Monday, October 26, 2009


I've previously written how Lusternia has been mired in an escalation of conflict which has diluted the meaning of the conflict, and the aftereffects of that escalation, notably the almost complete extinction of culture. Because of that, I've been playing around with another MUD called Akanbar.

In a lot of ways, Akanbar serves to remind me of what's been so great about Lusternia when it isn't giving in to its worst impulses. Akanbar has virtually no events, is rife with bad grammar and even spelling errors, has minimal and shallow roleplaying from most people, and succumbs to the wrong-headed (but surprisingly popular) idea that you shouldn't be told how your skills or the mechanics work, you should have to figure it out by trial and error. (As a particularly egregious example, some things are cured by smoking herbs in pipes, but the help files not only don't tell you what is cured by which, they don't even tell you the commands used to fill, light, and smoke a pipe.) And its history is very minimal, mostly resembling a thinly-veiled story of why the creators decided to make the MUD.

And yet for all that, Akanbar's been more fun than Lusternia. Now, I'll admit some of that is the "new car smell" that comes from everything being new, the process of discovery. And a bit more comes from a friend who retired from Lusternia a long time ago getting involved in Akanbar, someone who's always fun to roleplay with but with whom I've had no chances to roleplay in a long time. (She and I are playing fraternal twin sisters.) But some of it is just that, even if Akanbar is kind of bad, and compared to Lusternia's best it's awful, compared to Lusternia right now, it's still just a lot more fun, and that shows how far Lusternia has fallen.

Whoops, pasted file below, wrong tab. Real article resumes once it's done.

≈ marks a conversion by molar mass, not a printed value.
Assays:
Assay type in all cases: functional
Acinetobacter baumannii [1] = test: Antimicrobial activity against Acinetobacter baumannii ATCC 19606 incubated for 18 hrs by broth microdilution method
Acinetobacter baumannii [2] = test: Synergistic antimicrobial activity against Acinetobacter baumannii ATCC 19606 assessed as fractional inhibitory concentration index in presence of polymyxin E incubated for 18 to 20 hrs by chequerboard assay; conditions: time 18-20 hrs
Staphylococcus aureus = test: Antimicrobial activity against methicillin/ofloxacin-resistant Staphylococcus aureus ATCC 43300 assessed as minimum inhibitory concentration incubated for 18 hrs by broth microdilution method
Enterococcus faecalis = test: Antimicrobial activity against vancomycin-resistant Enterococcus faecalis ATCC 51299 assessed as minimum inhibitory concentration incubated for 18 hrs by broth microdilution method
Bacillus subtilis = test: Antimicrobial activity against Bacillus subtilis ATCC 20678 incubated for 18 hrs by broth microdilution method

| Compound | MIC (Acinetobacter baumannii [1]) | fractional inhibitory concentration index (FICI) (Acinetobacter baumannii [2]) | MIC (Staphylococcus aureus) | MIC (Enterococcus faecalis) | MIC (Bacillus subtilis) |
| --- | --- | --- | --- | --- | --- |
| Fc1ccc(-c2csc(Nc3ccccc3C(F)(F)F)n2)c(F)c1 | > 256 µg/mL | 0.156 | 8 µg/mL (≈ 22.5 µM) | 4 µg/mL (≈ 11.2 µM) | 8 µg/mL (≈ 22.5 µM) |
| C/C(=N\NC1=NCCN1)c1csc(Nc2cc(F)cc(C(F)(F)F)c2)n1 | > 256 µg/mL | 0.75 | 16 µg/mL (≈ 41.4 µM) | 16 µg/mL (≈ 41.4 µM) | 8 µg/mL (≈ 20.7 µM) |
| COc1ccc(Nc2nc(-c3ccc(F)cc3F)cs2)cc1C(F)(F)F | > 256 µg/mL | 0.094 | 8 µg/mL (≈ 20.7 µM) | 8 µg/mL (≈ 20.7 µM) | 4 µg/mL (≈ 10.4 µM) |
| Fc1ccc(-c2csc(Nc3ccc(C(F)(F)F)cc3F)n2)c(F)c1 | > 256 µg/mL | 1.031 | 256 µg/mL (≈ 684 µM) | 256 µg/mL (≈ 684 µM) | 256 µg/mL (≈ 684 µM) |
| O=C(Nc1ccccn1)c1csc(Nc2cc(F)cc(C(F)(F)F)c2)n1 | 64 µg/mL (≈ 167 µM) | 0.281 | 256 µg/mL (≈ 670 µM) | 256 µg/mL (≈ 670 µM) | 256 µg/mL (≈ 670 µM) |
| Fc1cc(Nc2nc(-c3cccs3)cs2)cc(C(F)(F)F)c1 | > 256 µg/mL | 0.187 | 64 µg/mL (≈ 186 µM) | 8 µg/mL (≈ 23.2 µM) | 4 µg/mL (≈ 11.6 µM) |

There are some glimmers that Lusternia is recovering, coming back out of its long sleep, but they are fragile at best: another nudge in the wrong direction and it could easily be reversed. It's still the case that the fighting has little or no connection to the reasons for the fighting, and while it's not quite 24 hours a day anymore, it's still almost omnipresent and tends to knock down any attempts to do something else before those attempts can get anywhere. But at least those attempts, very tentatively, are being occasionally made again. If things get better, the 20/20 hindsight people will point to this as proof that it was always going to get better. If it takes a while longer, this will be forgotten, so those 20/20 hindsight people will just point at something else.

For its part, Akanbar has some good things. While some of the skills are dumb (it takes a lot of investment to get some very basic things, even more so than in IRE games), a lot of them are very cool. (I especially like how the Shadows skillset acts like what Dreamweaving tries to be in Lusternia, only without the bug-plagued implementation.) It's also nice to see a combat system which has some of the interesting elements of Lusternia and other IRE games, but is five notches less complex, so that it's actually probable that if I keep around long enough, I can be a good combatant. And since roleplaying is pretty minimal, I have a real chance to make an impact on the shape it takes; it's easy to be a big fish in a small pond.

The contrast, though, still makes me ache for a MUD like what Lusternia used to be. For as many MUDs as there are out there, it's disheartening how many of them suck; and not just that they suck, but that they do it by choosing one of the same three or four paths rather than at least sucking on their own terms. I suppose those paths are the ones that attract almost all the customers. That's why I could never run a successful MUD; I'd be too interested in making something new instead of something that enough people would like. I can force my ideas into marketable shapes to some extent, but only to a certain scale; bigger than that, and anything marketable makes me say, "why bother, someone else is already doing that, in fact everyone else is already doing that" and lose interest.

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